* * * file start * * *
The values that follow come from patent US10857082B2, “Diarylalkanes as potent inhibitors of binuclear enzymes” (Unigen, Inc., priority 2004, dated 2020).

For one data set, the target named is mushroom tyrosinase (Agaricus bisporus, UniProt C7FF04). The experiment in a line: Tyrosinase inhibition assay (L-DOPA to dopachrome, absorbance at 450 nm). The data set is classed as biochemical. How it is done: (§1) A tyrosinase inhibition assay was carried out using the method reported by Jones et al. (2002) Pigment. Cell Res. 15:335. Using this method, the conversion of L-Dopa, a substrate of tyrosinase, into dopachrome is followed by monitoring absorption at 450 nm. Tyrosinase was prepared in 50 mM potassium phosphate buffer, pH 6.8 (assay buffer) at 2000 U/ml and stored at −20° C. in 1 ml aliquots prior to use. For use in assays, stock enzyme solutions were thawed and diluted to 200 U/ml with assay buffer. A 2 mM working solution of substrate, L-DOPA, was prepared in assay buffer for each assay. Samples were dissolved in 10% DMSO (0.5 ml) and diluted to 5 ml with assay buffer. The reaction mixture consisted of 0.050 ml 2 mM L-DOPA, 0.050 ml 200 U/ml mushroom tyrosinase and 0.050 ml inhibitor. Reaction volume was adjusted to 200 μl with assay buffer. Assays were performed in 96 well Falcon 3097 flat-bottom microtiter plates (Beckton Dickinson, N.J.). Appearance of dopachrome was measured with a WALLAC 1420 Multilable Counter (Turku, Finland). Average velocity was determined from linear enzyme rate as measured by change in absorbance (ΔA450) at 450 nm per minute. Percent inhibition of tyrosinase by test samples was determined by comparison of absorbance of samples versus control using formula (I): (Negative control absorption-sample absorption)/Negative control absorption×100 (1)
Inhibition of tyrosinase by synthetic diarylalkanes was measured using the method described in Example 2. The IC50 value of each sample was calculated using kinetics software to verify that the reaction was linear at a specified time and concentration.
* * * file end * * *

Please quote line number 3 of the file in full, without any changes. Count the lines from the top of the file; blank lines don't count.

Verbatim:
Inhibition of tyrosinase by synthetic diarylalkanes was measured using the method described in Example 2. The IC50 value of each sample was calculated using kinetics software to verify that the reaction was linear at a specified time and concentration.